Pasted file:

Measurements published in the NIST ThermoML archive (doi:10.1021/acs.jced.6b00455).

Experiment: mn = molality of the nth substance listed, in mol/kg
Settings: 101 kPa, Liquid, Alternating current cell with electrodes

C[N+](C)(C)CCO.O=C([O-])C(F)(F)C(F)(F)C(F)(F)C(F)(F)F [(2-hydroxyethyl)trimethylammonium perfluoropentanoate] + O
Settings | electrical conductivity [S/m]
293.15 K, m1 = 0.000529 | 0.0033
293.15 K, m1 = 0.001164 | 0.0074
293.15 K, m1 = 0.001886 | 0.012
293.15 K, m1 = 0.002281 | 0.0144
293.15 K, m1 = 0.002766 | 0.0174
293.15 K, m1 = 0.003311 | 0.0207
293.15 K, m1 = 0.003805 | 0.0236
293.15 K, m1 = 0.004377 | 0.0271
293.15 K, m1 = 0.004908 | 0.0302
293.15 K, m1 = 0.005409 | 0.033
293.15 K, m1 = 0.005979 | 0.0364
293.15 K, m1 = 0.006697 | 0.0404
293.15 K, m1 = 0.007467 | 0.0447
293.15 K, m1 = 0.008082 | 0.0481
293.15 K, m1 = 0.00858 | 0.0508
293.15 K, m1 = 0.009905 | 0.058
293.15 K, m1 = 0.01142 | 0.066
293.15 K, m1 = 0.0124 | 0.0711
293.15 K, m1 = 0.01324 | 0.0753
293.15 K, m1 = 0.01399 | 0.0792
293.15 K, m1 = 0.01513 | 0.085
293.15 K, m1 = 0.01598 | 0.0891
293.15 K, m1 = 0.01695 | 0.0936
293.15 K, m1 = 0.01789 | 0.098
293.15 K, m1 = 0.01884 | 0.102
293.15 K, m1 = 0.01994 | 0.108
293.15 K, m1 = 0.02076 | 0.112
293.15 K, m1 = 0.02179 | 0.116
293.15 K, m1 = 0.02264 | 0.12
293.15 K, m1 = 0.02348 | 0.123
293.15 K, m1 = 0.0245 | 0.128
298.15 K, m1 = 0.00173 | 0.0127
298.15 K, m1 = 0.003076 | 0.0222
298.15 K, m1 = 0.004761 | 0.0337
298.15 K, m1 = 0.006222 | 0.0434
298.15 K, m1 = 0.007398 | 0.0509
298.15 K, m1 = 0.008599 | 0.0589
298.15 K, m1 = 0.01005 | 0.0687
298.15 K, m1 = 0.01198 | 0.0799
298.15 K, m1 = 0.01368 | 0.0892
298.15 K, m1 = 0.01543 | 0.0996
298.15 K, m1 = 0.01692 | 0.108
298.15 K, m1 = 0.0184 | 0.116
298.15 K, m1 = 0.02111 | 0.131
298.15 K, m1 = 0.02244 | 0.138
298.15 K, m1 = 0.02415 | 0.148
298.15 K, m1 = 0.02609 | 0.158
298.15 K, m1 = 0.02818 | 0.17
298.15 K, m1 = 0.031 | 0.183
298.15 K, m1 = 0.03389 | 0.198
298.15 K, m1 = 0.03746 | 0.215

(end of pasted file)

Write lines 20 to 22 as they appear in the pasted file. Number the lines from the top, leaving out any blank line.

293.15 K, m1 = 0.00858 | 0.0508
293.15 K, m1 = 0.009905 | 0.058
293.15 K, m1 = 0.01142 | 0.066